Things to Know When You Visit Us
Visiting hours are generally from 8:00 AM to 8:00 PM. Times may vary in specific departments. Children of any age may visit while under the supervision of parent or other adult, although this is subject to changes at any time. Visitors may be asked to leave patient rooms during treatments, diagnostic tests or physician visits. To facilitate smooth communications, you may be asked to appoint a family spokesperson to serve as the link between the Patient Care Team and family members/friends. This helps protect patient privacy.
There may be instances (ie: Flu season) when changes to our Visiting Policy may be adjusted. Please be courteous to these requests.
Don't give the patient any medications, food or drink (even water) unless you ask the nurse. Please don't share the patient's meal or bring food into the patient's room. Take any valuables (such as jewelry) home for safekeeping.
You can help make your loved one more comfortable. Talk with the nurse to find out what you can do. Your loved one may need rest most of all. Visitors with infections or communicable illnesses should refrain from visiting patients. Don't forget to take care of yourself, too.
Our commitment is to provide excellent medical treatment, comfortable rooms, privacy, security, and an environment that is free of infection and conducive to quality patient care.
Visitors are allowed on the Medical/Surgical Unit from 8:00 a.m. to 8:00 p.m. Visitors may be asked to leave the room when the physician is examining the patient, or when diagnostic tests or procedures are being performed.
Intensive Care Unit
Visiting hours in the Intensive Care Unit (ICU) are flexible, dependent upon the patient's condition. However, we ask that there be no visitors between 7:00 - 7:30 a.m., and 7:00 - 7:30 p.m. People who are ill and children under 12 years of age are not allowed in the ICU. To keep from tiring the patient, visitors are limited to two at a time -- visits should be kept short. To prevent the spread of infection, visitors are asked to wash their hands when entering and leaving the patient's room. Visitors may be asked to put on a gown, mask or gloves.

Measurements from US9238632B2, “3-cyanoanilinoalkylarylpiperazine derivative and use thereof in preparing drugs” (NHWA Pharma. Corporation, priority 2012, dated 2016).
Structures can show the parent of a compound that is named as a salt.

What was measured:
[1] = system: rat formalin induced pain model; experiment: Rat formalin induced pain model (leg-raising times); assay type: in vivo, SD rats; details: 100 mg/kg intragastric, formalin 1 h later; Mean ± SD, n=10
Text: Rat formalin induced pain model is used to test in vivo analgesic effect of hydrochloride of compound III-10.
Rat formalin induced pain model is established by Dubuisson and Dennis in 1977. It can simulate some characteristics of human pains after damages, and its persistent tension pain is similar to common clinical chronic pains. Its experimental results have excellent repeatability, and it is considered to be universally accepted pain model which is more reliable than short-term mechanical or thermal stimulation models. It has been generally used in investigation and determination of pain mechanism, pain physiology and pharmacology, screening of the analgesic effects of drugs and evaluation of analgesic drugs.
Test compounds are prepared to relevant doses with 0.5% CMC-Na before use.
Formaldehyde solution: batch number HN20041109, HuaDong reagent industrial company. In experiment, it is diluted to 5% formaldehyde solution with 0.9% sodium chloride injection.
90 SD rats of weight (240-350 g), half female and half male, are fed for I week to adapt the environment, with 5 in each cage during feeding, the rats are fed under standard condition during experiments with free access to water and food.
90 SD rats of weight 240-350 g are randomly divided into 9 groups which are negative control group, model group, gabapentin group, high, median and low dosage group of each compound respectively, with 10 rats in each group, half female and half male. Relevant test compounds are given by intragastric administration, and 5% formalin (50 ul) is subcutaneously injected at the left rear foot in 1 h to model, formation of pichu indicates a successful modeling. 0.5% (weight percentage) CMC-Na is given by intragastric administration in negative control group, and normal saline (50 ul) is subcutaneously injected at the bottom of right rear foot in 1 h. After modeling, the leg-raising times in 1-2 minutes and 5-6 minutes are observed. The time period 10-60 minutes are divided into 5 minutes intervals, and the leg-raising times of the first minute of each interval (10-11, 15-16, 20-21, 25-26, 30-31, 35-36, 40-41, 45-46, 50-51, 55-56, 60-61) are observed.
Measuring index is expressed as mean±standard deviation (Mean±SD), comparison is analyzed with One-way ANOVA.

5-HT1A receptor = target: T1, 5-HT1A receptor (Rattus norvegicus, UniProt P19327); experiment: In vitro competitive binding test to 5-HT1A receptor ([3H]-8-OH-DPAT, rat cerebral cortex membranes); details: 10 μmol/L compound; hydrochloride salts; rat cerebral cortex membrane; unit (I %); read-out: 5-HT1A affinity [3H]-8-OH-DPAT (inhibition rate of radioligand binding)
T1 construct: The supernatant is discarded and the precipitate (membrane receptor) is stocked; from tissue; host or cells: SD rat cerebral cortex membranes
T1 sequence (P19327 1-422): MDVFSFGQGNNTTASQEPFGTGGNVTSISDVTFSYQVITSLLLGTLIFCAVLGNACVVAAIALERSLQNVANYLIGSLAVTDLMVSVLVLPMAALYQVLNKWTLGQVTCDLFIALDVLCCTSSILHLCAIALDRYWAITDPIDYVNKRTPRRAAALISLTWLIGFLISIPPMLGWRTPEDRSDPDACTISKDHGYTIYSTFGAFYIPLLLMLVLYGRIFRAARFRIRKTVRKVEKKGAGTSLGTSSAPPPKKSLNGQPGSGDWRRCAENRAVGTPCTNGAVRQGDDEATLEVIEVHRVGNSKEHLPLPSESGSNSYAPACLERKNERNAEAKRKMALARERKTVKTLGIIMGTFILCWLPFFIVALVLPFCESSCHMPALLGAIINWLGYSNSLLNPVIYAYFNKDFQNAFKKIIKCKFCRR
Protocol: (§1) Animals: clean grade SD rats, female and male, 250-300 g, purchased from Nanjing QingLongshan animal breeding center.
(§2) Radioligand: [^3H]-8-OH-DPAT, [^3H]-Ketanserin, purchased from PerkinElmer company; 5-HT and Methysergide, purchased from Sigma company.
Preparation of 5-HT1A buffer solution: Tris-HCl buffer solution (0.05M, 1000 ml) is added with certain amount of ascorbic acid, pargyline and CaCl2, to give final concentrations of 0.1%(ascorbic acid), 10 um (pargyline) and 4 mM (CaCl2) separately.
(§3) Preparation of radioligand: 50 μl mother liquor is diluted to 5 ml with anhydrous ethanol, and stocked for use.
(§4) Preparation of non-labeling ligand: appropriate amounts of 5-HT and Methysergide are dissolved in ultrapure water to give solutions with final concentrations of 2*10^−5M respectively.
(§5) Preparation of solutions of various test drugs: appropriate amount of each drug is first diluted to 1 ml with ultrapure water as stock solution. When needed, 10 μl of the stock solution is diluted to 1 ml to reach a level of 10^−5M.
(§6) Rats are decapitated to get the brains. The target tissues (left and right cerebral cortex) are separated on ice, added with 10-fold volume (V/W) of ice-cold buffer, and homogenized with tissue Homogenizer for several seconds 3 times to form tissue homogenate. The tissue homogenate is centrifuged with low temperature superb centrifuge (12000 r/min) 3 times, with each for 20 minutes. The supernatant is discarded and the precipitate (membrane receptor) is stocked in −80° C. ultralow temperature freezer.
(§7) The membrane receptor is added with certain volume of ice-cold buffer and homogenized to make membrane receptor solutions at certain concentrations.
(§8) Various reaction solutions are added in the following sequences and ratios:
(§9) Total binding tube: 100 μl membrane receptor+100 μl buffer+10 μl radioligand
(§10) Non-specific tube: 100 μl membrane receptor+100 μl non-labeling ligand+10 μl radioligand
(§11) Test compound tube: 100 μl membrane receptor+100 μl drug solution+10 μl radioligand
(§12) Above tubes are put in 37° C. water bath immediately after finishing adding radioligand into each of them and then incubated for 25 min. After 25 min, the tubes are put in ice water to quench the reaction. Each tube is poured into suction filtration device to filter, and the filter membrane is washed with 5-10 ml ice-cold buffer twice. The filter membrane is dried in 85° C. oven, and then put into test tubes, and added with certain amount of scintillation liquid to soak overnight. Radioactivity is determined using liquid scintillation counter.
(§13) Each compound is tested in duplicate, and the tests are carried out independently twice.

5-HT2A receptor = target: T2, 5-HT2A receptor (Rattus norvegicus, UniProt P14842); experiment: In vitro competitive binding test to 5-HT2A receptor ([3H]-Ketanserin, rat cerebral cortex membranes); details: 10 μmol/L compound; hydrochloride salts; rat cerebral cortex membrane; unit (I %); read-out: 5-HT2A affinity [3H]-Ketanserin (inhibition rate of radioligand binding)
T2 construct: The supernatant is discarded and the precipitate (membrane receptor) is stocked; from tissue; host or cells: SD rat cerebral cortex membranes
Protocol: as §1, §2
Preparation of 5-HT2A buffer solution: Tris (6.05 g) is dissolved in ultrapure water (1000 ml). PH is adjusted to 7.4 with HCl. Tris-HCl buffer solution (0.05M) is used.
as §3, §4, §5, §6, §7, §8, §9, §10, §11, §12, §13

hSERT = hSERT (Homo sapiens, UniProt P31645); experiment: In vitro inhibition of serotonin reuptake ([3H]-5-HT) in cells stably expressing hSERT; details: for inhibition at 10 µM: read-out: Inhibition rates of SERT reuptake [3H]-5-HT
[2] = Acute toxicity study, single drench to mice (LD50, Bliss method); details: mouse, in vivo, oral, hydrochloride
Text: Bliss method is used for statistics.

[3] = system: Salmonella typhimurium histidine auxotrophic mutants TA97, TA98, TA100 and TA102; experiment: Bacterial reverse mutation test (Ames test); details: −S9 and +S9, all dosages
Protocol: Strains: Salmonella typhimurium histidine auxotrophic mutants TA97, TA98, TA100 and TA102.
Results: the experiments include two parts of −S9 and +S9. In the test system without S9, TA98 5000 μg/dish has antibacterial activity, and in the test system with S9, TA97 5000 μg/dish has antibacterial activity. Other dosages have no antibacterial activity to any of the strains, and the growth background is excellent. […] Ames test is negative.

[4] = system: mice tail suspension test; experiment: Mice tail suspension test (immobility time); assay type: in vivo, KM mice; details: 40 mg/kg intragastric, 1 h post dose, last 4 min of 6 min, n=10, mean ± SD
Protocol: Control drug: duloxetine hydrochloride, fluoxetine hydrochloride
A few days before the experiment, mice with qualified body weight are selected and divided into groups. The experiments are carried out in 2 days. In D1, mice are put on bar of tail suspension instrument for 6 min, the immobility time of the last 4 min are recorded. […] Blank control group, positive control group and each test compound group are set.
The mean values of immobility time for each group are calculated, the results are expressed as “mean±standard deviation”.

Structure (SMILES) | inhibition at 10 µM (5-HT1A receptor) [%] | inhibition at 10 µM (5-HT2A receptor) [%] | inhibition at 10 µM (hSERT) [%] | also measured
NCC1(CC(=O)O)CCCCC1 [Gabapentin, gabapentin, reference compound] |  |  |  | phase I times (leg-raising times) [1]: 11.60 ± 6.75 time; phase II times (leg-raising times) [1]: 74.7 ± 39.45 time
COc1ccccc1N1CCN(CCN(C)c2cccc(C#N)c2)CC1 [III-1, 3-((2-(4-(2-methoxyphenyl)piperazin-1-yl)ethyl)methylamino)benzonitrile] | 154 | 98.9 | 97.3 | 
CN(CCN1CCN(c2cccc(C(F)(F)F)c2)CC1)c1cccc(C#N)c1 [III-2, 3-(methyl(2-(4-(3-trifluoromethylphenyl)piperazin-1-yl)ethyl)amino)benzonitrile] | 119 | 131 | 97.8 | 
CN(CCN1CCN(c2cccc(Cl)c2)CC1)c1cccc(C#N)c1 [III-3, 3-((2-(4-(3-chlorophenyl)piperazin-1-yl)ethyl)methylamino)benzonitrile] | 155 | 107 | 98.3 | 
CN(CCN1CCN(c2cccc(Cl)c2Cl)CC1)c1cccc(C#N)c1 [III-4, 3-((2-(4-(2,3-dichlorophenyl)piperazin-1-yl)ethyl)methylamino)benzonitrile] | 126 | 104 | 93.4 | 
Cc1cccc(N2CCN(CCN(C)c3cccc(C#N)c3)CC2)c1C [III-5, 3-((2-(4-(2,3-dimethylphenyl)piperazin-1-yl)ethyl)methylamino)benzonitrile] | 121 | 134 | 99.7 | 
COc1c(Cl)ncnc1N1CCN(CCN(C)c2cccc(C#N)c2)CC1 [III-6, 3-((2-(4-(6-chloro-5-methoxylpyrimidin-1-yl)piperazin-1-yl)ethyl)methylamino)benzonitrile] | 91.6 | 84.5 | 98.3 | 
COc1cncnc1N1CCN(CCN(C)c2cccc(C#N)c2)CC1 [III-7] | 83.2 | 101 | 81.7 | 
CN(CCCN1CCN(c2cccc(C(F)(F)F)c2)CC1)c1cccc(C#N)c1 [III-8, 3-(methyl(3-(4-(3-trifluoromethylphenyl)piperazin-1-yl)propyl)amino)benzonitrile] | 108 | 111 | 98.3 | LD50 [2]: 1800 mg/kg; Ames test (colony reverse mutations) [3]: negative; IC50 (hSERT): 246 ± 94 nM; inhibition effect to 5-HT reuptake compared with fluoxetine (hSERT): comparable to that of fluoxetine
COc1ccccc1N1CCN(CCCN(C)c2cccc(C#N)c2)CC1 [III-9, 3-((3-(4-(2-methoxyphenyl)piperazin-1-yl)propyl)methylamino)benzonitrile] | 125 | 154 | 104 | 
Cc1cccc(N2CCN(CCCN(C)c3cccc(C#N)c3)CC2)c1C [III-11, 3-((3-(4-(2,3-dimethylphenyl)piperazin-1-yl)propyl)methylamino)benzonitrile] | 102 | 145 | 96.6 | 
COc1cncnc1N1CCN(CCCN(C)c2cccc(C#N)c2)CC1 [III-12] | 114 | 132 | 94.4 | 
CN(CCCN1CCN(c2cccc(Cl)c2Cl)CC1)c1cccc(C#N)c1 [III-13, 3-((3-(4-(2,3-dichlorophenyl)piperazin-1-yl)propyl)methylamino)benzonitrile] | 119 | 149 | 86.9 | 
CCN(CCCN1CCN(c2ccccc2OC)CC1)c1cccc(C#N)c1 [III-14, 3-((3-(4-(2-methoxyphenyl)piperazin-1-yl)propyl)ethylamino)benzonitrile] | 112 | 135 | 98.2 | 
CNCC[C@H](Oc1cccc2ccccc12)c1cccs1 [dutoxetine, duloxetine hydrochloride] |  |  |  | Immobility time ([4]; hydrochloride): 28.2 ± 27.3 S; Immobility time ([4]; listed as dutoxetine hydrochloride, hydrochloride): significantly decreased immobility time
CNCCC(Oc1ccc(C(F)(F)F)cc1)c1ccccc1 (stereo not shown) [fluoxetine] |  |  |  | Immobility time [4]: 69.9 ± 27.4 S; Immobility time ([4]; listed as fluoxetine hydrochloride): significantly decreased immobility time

What to bring: Cards or small gifts may make your loved one feel better -- or just having a robe from home can be comforting. Bring a copy of the patient's medical history, a list of medications, and any advance medical directive (such as a living will).
What not to bring: No plants or flowers, please. Turn off cellular phones and beepers. Ask the nurse before bringing in any electronic equipment.
The Emergency Department staff appreciates your need to be with your family member or friend when they are facing an emergency. The physical layout of the Emergency Department makes it very difficult to accomodate all of a patient's family and friends. Therefore, we ask that you work together with the Emergency Department staff to allow them to provide patient care quickly, effectively and completely.
- Allow the Emergency Department personnel to have the first 15-20 minutes alone with the patient to gather necessary medical information. After assessing the patient, x-rays or lab tests may need to be ordered. Once these initial tests are performed, there is usually 30 minutes or more of waiting time for the results of these studies. This "waiting time" is the ideal time for visitors to be invited to sit at the bedside of the family member or friend and contribute any additional information they may have.
- It is very important that visitors remain in the patient treatment room.
- Occasionally, circumstances make it inappropriate for any family or friends to be in the Emergency Department. In addition, if an emergency occurs while you are at the bedside, you may be asked to leave the Emergency Department. You will be allowed to return to the treatment room as soon as it is appropriate and safe.
- If more than one family member or friend has accompanied the patient to the Emergency Department, we will ask for one person to sit at the bedside. If our patient is a child, both parents will be invited into the treatment room with the child. We strongly discourage bringing children who are not sick or injured into the Emergency Department.